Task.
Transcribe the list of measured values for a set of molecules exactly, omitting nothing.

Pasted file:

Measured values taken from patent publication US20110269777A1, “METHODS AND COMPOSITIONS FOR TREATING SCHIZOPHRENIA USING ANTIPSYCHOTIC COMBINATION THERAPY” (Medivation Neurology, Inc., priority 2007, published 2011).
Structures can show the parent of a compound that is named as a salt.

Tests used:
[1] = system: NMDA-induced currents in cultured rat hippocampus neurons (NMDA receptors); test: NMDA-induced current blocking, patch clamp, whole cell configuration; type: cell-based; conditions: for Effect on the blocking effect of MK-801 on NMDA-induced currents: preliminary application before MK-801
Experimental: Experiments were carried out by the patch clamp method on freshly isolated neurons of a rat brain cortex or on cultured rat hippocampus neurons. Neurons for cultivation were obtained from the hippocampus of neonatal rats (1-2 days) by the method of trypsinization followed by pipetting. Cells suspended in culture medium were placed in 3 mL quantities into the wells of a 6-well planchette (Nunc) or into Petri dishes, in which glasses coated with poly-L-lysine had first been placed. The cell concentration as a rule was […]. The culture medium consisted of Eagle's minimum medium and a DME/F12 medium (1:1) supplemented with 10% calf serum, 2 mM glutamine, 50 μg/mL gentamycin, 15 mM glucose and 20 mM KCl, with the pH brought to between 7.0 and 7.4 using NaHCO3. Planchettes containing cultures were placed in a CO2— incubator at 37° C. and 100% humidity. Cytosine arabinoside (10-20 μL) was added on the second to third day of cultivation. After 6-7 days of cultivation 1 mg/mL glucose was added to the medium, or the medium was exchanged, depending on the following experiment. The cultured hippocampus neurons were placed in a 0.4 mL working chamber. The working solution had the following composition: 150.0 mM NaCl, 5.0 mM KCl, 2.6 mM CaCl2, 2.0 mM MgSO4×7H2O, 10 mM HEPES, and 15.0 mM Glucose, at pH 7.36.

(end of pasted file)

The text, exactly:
Measured values taken from patent publication US20110269777A1, “METHODS AND COMPOSITIONS FOR TREATING SCHIZOPHRENIA USING ANTIPSYCHOTIC COMBINATION THERAPY” (Medivation Neurology, Inc., priority 2007, published 2011).
Structures can show the parent of a compound that is named as a salt.

Tests used:
[1] = system: NMDA-induced currents in cultured rat hippocampus neurons (NMDA receptors); test: NMDA-induced current blocking, patch clamp, whole cell configuration; type: cell-based; conditions: for Effect on the blocking effect of MK-801 on NMDA-induced currents: preliminary application before MK-801
Experimental: Experiments were carried out by the patch clamp method on freshly isolated neurons of a rat brain cortex or on cultured rat hippocampus neurons. Neurons for cultivation were obtained from the hippocampus of neonatal rats (1-2 days) by the method of trypsinization followed by pipetting. Cells suspended in culture medium were placed in 3 mL quantities into the wells of a 6-well planchette (Nunc) or into Petri dishes, in which glasses coated with poly-L-lysine had first been placed. The cell concentration as a rule was […]. The culture medium consisted of Eagle's minimum medium and a DME/F12 medium (1:1) supplemented with 10% calf serum, 2 mM glutamine, 50 μg/mL gentamycin, 15 mM glucose and 20 mM KCl, with the pH brought to between 7.0 and 7.4 using NaHCO3. Planchettes containing cultures were placed in a CO2— incubator at 37° C. and 100% humidity. Cytosine arabinoside (10-20 μL) was added on the second to third day of cultivation. After 6-7 days of cultivation 1 mg/mL glucose was added to the medium, or the medium was exchanged, depending on the following experiment. The cultured hippocampus neurons were placed in a 0.4 mL working chamber. The working solution had the following composition: 150.0 mM NaCl, 5.0 mM KCl, 2.6 mM CaCl2, 2.0 mM MgSO4×7H2O, 10 mM HEPES, and 15.0 mM Glucose, at pH 7.36.